I decided to inform myself about John Frame's triperspectivalism using his own primer found here.
The impression that I got is that his method seeks to find a Trinitarian imprint to everything in reality. I would certainly agree with the premise that all of creation is indelibly marked with Trinitarianism in that the One-and-the-Many, evidenced in the universal-particulars relationship found in every created object, is a creaturely analogization of the mystery of God as being One and Three Persons. However, the aspect of Frame's take on this that rubs me wrong is that (based on my understanding of his proposition) if the complete picture view of truth (exhaustive) is only available to God, then the ectypal truth available to the creature (man) must consist in "perspectives" that cannot claim to be the single body of ectypal truth delivered to man, but that the various perspectives contribute to the apprehension of this true ectypal corpus.
In other words, my particular take on truth is always incomplete and necessitates that I engage the truth perspectives of others in order to progressively arrive at complete ectypal veracity. The implications on the Reformed creeds and confessions cannot be missed. Frame states,
"So I think that perspectivalism is an encouragement to the unity of the church. Sometimes our divisions of theology and practice are differences of perspective, of balance, rather than differences over the essentials of faith. So perspectivalism will help us better to appreciate one another, and to appreciate the diversity of God's work among us."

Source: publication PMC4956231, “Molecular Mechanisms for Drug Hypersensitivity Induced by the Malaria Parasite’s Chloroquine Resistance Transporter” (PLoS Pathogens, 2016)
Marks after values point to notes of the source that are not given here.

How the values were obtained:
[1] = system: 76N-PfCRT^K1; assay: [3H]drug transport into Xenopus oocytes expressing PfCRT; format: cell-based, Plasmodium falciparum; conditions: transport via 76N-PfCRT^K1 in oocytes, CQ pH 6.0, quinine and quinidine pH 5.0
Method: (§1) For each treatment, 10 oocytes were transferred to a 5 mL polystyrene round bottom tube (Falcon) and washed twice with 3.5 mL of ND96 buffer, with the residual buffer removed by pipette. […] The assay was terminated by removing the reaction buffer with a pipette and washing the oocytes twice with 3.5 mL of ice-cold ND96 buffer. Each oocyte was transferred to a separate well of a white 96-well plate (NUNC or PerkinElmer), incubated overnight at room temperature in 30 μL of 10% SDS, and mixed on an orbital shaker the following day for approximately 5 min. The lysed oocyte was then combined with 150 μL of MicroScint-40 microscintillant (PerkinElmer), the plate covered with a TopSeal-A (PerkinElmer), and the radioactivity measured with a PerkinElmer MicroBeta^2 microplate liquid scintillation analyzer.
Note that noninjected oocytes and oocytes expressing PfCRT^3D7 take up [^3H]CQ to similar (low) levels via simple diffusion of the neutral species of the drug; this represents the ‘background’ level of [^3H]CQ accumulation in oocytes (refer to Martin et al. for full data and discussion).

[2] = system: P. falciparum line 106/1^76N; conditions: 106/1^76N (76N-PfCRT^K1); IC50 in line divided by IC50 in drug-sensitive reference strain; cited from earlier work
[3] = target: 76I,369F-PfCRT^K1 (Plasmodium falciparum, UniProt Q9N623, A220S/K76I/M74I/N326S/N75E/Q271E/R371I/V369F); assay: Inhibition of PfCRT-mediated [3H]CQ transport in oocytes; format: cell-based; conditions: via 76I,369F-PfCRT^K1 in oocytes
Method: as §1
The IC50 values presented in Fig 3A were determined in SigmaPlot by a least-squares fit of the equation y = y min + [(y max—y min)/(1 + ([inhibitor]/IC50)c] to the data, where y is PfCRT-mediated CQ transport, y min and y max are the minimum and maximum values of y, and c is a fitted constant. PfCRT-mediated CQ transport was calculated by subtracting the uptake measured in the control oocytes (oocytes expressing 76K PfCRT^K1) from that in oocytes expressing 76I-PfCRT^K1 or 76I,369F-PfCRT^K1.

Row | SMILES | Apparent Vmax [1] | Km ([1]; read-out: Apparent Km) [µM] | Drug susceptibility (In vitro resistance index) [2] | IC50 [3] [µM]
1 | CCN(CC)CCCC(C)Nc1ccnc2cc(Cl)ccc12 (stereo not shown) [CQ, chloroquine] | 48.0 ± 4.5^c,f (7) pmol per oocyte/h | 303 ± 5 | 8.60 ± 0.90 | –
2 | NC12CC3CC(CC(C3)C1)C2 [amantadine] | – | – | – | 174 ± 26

What I hear him saying is that the Reformed consensus is just a perspective among others, and that we would do well perhaps to hearken to the likes of Joel Osteen, Rick Warren, Rob Bell, etc. in order to progressively arrive at unified Christian truth. But then how would error be spotted? The determination of heterodoxy must necessarily be predicated on a perspective as being the only perspective. If he claims this as "the essentials," then by what overarching perspectival standard did he arrive at this delimiting conclusion?
His threefold division of normative (God's revelation), situational (objects, the created order), and existential (man in interaction with the former two) is well and good, in my opinion, but then the permutation of this triperspectivalism, as applied by him, into multiperspectives that are each given credence does give rise to a pluralism that is dangerous and precisely what the Reformed creeds and confessions were meant to curb.